How To Read A Book: The Classic Guide to Intelligent Reading
Improve your reading by following these stages of analytical reading as you read books, blogs, newspapers and on.
I. The First Stage of Analytical Reading:
Rules for Finding What a Book Is About
- Classify the book according to kind and subject.
- State what the whole book is about with the utmost brevity
- Enumerate its major parts in their order and relation, and outline these parts as you have outline the whole.
- Define the problem or problems the author has tried to solve
II. The Second Stage of Analytical Reading:
Rules for interpreting a Book’s Contents
- 5. Come to terms with the author by interpreting his words.
6. Grasp the author’s leading propositions by dealing with his most important sentences.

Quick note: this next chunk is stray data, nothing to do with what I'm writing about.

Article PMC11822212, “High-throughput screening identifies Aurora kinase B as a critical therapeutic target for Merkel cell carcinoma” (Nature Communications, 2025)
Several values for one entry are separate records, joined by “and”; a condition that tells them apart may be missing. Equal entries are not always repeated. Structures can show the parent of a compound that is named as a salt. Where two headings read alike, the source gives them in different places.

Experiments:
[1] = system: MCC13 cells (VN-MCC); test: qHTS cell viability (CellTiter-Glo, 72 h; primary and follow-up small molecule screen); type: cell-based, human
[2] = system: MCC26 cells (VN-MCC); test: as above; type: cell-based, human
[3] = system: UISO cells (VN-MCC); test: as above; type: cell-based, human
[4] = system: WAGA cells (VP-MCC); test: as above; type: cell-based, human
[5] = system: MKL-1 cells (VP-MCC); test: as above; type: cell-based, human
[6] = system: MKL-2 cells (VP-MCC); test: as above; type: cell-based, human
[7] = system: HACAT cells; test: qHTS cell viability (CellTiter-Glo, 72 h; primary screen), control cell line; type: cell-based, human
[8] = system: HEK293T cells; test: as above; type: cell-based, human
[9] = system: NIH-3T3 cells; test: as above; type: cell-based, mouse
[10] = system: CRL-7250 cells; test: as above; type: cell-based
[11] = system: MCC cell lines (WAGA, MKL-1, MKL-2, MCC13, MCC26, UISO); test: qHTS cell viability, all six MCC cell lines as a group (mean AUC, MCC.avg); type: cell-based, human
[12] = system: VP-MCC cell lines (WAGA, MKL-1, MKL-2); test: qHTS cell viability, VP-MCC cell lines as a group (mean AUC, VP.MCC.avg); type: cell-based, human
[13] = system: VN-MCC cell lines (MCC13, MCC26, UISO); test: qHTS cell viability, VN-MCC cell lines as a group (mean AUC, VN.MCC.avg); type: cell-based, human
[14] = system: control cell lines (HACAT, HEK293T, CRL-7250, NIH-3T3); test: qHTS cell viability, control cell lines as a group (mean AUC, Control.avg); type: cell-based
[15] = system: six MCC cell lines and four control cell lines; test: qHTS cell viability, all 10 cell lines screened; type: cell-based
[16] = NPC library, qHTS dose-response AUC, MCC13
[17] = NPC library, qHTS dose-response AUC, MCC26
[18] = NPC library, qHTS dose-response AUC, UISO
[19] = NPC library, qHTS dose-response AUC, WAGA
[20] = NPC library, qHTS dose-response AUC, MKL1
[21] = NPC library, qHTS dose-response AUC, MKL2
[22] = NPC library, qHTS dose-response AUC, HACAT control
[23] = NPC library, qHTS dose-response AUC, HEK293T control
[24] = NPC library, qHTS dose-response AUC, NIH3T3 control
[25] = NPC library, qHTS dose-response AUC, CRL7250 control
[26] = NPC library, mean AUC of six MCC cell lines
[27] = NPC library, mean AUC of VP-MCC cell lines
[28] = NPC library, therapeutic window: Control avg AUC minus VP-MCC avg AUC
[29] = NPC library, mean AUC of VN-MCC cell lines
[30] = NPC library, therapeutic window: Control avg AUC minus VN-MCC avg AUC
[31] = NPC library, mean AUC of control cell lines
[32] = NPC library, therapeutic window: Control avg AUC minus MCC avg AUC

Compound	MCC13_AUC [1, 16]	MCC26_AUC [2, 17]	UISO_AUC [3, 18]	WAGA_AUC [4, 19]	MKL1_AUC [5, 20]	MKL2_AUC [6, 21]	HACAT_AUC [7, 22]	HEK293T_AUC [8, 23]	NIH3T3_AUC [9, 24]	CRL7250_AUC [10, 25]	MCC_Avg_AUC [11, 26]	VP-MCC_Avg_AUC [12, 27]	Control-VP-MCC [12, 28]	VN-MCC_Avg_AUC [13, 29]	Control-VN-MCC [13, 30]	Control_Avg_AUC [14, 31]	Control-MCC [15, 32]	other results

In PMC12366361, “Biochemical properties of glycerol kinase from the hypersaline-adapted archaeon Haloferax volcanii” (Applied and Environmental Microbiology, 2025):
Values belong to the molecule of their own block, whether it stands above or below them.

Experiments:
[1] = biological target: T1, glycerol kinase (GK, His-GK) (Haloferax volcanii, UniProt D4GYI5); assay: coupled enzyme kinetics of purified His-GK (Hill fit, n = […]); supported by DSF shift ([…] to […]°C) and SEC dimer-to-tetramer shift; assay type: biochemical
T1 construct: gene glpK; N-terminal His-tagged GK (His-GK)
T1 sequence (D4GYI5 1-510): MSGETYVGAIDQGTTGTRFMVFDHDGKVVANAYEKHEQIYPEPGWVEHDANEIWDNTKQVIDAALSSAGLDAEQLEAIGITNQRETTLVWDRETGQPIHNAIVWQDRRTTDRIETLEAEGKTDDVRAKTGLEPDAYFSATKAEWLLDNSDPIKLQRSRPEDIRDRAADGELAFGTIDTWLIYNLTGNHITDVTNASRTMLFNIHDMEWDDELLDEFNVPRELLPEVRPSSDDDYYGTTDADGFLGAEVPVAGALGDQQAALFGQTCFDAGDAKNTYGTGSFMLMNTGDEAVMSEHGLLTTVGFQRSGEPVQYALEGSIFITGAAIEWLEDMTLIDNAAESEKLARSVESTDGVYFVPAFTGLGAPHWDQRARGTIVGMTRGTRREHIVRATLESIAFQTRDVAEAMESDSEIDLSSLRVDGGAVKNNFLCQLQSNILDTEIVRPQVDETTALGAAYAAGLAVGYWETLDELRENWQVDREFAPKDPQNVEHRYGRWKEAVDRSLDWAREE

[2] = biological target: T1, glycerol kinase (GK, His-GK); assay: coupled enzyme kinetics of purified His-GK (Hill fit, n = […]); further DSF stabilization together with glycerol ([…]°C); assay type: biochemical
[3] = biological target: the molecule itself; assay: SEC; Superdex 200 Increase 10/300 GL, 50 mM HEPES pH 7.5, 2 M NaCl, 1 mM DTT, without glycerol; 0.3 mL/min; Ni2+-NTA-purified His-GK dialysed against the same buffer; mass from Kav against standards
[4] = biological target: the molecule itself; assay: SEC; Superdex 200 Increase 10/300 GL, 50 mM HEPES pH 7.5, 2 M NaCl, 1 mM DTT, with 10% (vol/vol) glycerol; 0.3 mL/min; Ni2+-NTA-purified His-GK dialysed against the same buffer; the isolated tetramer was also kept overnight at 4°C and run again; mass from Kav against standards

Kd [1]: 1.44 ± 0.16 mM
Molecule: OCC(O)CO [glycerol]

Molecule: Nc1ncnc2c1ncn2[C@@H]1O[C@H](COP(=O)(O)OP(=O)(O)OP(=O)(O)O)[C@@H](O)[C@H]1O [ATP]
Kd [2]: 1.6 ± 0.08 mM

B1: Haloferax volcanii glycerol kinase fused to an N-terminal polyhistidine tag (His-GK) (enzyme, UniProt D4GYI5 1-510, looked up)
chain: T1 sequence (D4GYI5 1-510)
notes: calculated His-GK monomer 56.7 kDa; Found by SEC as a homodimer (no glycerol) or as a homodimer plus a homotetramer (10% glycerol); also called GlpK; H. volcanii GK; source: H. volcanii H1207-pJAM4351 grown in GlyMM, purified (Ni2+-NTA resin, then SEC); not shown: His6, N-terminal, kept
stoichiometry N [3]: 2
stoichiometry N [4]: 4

7. Know the author’s arguments, by finding them in, or constructing them out of, sequences of sentences.
8. Determine which of his problems the author has solved, and which he has not; and of the latter, decide which the author knew he had failed to solve.
III. The Third Stage of Analytical Reading:
Rules for Criticizing a Book as a Communication of Knowledge
A. General Maxims of Intellectual Etiquette
- 9. Do not begin criticism until you have completed your outline and your interpretation of the book.(Do not say you agree, disagree, or suspend judgment, until you can say “I understand”)
10. Do not disagree disputatiously or contentiously.
11. Demonstrate that you recognize the difference between knowledge and mere personal opinion by presenting good reasons for any critical judgment you make.
B. Special Criteria for Points of Criticism
- 12. Show wherein the author is uninformed.
13. Show wherein the author is misinformed.
14. Show wherein the author is illogical.
15. Show wherein the author’s analysis or account is incomplete.
Adopted from: Mortimer J. Adler and Charles Van Doren; How To Read A Book: The Classic Guide to Intelligent Reading © 1972 A Touchstone Book Published by Simon & Schuster, New York page 163-4